The bill also changes administrative procedures around sex education. A 1990 law created a two-prong system in which most schools operated under an “opt-out” policy which allows parents to remove their child if they object to course material. Schools that received certain grant money from the state, however, were forced to use an “opt-in” system which only enrolls students after the school receives a signed permission slip. Opt-in measures are considered too restrictive (students may be left out because of an oversight rather than a strongly held belief) and place an administrative burden on schools. The new law would require schools that receive the grant money to use an opt-out policy.     

The bill has been assigned to the House Committee on Health, Insurance, and Environment. 

European Union Court Rules All Vibrators are (Essentially) the Same

Sometimes a headline just catches my attention like this one from Bloomberg.com “Vibrator With 3 Balls Can’t Win EU Trademark, Court Says.” I guess it was the visual that one has to conjure when thinking of a three-ball vibrator (though the article did not include a picture).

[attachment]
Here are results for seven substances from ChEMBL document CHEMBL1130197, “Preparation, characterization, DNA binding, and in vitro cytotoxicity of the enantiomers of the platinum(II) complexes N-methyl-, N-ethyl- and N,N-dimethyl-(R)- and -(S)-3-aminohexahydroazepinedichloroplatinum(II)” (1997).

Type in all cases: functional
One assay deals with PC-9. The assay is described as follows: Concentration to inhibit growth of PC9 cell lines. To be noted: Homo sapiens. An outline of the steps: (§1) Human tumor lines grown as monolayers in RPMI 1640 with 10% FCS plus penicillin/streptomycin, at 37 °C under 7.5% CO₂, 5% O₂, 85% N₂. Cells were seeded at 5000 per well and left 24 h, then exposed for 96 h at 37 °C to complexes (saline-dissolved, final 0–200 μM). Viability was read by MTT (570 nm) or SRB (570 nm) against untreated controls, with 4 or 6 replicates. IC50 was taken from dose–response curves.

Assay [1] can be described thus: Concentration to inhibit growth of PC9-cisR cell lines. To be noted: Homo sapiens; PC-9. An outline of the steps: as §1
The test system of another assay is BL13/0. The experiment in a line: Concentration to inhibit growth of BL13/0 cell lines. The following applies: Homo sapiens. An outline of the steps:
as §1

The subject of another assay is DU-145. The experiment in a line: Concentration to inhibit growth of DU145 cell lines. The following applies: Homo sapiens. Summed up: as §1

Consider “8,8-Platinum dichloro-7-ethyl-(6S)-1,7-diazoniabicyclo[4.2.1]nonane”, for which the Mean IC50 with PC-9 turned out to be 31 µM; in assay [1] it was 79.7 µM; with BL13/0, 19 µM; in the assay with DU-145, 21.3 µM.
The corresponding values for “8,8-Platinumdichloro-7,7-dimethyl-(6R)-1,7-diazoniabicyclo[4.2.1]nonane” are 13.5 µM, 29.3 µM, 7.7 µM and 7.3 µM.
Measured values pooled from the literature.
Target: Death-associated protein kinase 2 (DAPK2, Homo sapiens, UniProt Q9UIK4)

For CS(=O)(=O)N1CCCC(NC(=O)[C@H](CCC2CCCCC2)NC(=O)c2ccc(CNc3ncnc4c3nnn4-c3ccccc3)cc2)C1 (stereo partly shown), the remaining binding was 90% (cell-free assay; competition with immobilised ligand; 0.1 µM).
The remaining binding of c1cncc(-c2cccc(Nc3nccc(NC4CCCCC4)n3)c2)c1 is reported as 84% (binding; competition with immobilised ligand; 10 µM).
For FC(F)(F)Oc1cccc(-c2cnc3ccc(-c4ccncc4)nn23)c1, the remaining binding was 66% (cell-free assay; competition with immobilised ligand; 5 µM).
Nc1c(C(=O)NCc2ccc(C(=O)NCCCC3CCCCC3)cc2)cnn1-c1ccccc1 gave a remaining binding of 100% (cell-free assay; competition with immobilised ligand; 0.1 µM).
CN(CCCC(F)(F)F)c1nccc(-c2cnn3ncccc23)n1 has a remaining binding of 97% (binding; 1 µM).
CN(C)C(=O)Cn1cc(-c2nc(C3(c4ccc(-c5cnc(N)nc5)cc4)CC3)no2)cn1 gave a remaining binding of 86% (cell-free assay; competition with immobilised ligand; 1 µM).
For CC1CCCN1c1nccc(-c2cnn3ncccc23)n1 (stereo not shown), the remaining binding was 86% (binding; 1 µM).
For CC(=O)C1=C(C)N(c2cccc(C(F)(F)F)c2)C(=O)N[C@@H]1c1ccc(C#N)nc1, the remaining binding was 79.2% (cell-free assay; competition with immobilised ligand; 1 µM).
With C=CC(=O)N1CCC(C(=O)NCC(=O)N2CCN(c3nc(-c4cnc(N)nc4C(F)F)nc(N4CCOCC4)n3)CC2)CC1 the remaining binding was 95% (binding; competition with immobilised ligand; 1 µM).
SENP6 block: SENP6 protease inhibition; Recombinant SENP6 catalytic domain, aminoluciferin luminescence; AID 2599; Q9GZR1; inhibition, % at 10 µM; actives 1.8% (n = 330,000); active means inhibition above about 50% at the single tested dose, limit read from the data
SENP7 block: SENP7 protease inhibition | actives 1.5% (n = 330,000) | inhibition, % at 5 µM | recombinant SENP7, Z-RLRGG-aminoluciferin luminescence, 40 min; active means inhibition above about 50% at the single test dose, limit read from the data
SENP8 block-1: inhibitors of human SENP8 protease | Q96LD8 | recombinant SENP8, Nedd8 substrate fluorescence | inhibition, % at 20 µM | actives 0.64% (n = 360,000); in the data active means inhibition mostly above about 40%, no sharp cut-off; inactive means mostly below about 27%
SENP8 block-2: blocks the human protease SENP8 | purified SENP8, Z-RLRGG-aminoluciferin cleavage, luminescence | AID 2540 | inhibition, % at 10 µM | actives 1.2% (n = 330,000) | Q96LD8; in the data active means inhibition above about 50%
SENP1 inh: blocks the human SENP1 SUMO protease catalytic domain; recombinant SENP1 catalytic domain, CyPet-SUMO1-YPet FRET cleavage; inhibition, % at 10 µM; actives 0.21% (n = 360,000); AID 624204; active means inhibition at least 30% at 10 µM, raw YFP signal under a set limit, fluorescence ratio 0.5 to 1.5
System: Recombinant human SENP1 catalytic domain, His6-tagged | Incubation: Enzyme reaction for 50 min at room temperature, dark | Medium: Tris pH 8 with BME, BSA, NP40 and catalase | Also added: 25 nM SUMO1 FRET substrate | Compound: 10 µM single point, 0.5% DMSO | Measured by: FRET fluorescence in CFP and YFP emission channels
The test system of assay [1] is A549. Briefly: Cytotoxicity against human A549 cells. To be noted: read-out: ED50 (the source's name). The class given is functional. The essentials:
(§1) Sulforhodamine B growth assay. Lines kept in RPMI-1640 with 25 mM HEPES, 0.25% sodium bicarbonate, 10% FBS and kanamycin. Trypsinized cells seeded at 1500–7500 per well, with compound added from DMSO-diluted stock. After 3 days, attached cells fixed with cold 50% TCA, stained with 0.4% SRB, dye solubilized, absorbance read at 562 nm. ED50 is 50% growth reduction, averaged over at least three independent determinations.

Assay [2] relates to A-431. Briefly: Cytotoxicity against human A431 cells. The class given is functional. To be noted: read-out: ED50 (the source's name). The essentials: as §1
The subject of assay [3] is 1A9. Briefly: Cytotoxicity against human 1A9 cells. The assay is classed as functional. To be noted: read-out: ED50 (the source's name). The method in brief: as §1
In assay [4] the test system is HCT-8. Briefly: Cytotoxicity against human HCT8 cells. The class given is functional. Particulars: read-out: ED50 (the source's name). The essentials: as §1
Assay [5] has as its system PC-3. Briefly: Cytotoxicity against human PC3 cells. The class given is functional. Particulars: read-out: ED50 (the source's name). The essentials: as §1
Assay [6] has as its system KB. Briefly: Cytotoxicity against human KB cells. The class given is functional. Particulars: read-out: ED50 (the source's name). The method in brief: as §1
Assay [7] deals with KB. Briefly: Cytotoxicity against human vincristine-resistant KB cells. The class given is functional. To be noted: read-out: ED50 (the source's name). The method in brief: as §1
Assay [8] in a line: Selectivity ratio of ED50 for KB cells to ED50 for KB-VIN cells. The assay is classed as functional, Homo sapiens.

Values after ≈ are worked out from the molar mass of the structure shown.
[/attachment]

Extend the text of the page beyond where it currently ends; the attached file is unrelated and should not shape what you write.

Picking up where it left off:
Fun Factory GmbH, a German sex toy company, applied to the EU trademark agency for “EU-wide intellectual property rights” for its vibrator arguing that the model was unique because its shape is significantly different from the “pole-like” design of most vibrators.

The trademark agency ruled against the company in January of 2012 saying that “the vibrator’s shape was functional and adapted to the human body, and as such not distinctive enough to gain protection.” The manufacturer appealed to the EU General Court in Luxembourg which also ruled against the company last week, stating:

“The shape in question doesn’t diverge considerably from the norm or what’s usual in that sector. Even if vibrators often have an elongated shape, several other shapes do exist in this market alongside each other with products that have a spherical, rounded or flattened appearance.” 

So the European courts are essentially saying that a vibrator is a vibrator is a vibrator.  I know a lot of women who would disagree.